Meals and Snacks That Contain Omega-3's

A sample meal plan rich in omega-3 fatty acids can include the following:

  • Breakfast: One-half cup oatmeal made with almond milk (or milk of your choice), 2 tablespoons ground flaxseed, three-fourths cups blueberries, and a dash of cinnamon
  • Lunch: A salad with kale and cranberries with 2 DHA-fortified hard-boiled eggs, one medium sweet potato
  • Snack: One-half cup low-fat Greek yogurt, 1 tablespoon of chia seeds, and one-half chopped pear
  • Dinner: Baked salmon with spaghetti squash and shelled edamame
  • Snack: Handful of granola


Omega-3 fatty acids are essential nutrients that must be consumed from the diet or via supplementation. Omega-3s can be found in plant-based oils, flaxseed, fatty fish, and more. The optimal daily dosage depends on age, gender, and omega-3 levels. If you have difficulty eating enough omega-3s, ask your healthcare provider for supplement recommendations.

Frequently Asked Questions

  • Is 1,000 mg of omega-3 per day too much?

    No more than 5 g (5,000 mg) of EPA and DHA from supplements should be taken daily unless a healthcare provider indicates otherwise. Various studies show the positive effects of supplementing with omega-3 fatty acids. A minimum intake of 1,000 mg of DHA and EPA omega-3 fatty acids is optimal for most people.

  • What time of day should you take omega-3?

    There is no set time for omega-3s unless you experience digestive issues or take certain medications that might interfere with intake. Talk to your healthcare provider if you take blood pressure medication or blood thinners like Jantoven (warfarin). If you are experiencing increased belching, you may want to consume omega-3s with your largest meal to potentially lessen these effects.

10 Sources
Verywell Health uses only high-quality sources, including peer-reviewed studies, to support the facts within our articles. Read our editorial process to learn more about how we fact-check and keep our content accurate, reliable, and trustworthy.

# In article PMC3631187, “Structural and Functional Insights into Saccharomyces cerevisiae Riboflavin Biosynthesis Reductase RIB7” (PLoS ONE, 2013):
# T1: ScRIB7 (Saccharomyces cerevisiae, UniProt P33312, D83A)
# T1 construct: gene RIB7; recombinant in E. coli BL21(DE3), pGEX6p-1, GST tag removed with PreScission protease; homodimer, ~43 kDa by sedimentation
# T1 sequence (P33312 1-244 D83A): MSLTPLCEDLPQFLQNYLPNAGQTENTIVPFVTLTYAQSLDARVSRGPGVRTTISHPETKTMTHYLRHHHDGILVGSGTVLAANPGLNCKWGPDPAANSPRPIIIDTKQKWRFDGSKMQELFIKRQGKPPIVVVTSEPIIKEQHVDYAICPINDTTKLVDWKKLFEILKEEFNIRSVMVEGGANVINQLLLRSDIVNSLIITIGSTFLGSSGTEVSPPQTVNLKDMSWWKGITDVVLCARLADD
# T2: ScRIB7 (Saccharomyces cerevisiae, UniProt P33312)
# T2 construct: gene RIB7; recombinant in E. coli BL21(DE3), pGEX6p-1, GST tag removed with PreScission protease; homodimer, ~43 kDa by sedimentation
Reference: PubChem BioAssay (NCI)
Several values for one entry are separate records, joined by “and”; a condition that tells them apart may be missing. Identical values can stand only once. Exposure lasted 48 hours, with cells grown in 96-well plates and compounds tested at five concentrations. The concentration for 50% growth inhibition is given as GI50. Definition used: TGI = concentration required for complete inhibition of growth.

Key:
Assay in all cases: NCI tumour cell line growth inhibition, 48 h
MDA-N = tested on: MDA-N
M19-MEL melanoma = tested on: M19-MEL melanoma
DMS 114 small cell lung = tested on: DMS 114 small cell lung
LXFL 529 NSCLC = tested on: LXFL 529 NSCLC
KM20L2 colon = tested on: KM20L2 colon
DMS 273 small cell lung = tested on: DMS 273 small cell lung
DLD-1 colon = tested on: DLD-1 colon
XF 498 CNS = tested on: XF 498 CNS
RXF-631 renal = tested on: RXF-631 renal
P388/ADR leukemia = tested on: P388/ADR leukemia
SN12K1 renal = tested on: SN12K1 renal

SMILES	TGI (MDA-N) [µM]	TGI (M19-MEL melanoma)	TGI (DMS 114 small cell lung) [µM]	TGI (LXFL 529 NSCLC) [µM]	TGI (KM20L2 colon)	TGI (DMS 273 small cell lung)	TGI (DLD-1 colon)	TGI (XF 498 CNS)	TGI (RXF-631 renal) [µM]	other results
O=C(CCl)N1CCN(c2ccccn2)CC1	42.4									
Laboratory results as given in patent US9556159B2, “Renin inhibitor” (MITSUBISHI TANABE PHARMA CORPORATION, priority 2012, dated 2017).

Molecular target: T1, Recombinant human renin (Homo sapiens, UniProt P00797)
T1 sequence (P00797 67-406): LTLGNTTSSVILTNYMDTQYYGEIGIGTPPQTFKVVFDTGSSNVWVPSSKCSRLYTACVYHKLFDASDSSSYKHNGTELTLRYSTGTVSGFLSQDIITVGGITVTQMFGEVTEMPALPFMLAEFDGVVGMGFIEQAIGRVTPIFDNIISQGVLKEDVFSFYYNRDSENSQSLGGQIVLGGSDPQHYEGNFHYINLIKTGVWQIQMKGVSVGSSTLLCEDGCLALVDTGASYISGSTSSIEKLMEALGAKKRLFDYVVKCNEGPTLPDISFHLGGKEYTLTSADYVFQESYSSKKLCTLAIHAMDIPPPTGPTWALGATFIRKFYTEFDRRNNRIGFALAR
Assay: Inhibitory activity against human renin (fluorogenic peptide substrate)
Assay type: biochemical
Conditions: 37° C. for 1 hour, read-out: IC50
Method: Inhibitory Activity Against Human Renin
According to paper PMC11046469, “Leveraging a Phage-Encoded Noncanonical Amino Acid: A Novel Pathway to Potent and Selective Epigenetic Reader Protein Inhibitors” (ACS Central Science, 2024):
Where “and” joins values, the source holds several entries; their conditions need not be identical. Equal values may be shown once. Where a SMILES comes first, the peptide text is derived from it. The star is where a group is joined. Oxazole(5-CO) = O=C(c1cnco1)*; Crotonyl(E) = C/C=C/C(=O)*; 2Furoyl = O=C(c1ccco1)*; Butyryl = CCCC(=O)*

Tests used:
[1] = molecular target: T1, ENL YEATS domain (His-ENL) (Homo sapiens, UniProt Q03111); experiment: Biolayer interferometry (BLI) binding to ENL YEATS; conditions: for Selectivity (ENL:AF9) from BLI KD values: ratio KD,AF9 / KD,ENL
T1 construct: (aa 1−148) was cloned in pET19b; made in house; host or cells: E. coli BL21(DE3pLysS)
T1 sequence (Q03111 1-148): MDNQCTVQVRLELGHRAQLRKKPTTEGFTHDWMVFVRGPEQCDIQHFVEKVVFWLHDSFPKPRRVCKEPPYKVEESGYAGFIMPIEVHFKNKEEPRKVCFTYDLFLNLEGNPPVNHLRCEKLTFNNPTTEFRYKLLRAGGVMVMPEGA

1. Linus Pauling Institute. Essential fatty acids.

  2. National Institute of Health. Omega 3 fatty acids.

  3. Appleton KM, Sallis HM, Perry R, NEss AR, Churchill R. Omega-3 fatty acids for depression in adultsCochrane Database Syst Rev. 2015;11.

  4. Swanson D, Block R, Mousa SA. Omega-3 fatty acids epa and dha: Health benefits throughout lifeAdv Nutr. 2012 Jan;3(1):1-7. doi:10.3945/an.111.000893

  5. Carlson SE, Gajewski BJ, Valentine CJ, et al. Higher dose docosahexaenoic acid supplementation during pregnancy and early preterm birth: a randomised, double-blind, adaptive-design superiority trialEClinicalMedicine. doi:10.1016/j.eclinm.2021.100905

  6. Gencer B, Djousse L, Al-Ramady O, et al. Effect of long-term marine omega-3 fatty acids supplementation on the risk of atrial fibrillation in randomized controlled trials of cardiovascular outcomes: a systematic review and meta-analysisCirculation. 2021. doi:10.1161/circulationaha.121.055654

  7. Ponnampalam EN, Hopkins DL, Jacobs JL. Increasing omega-3 levels in meat from ruminants under pasture-based systems. Rev Sci Tech. 2018 Apr;37(1):57-70. doi: 10.20506/rst.37.1.2740.

  8. Skulas-Ray A, et. al. on behalf of the American Heart Association Council on Arteriosclerosis, thrombosis, vascular biology;council on cardiovascular and stroke nursing; and council on clinical cardiology. Omega-3 fatty acids for the management of hypertriglyceridemia: a scientific statement from the American Heart Association. Circulation. 2019;140:e673-e691.

  9. Food and Drug Administration. Advice about eating fish for those who might become or are pregnant or breastfeeding and children ages 1 to 11 years.

  10. Bernasconi AA, Wiest MM, Lavie CJ, et al. Effect of omega-3 dosage on cardiovascular outcomes: An updated meta-analysis and meta-regression of interventional trialsMayo Clin Proc. 2021 Feb;96(2):304-313. doi:10.1016/j.mayocp.2020.08.034

By Barbie Cervoni MS, RD, CDCES, CDN
Barbie Cervoni MS, RD, CDCES, CDN, is a registered dietitian and certified diabetes care and education specialist.